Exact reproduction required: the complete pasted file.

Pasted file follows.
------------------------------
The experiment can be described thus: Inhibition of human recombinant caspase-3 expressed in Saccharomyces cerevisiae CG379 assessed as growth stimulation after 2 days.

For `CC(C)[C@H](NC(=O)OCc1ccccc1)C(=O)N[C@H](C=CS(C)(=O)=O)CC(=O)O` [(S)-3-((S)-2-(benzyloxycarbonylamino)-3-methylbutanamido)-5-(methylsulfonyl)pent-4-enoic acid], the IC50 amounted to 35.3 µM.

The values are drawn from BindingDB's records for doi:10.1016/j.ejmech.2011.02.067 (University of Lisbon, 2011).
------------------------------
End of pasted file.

The experiment can be described thus: Inhibition of human recombinant caspase-3 expressed in Saccharomyces cerevisiae CG379 assessed as growth stimulation after 2 days.

For `CC(C)[C@H](NC(=O)OCc1ccccc1)C(=O)N[C@H](C=CS(C)(=O)=O)CC(=O)O` [(S)-3-((S)-2-(benzyloxycarbonylamino)-3-methylbutanamido)-5-(methylsulfonyl)pent-4-enoic acid], the IC50 amounted to 35.3 µM.

The values are drawn from BindingDB's records for doi:10.1016/j.ejmech.2011.02.067 (University of Lisbon, 2011).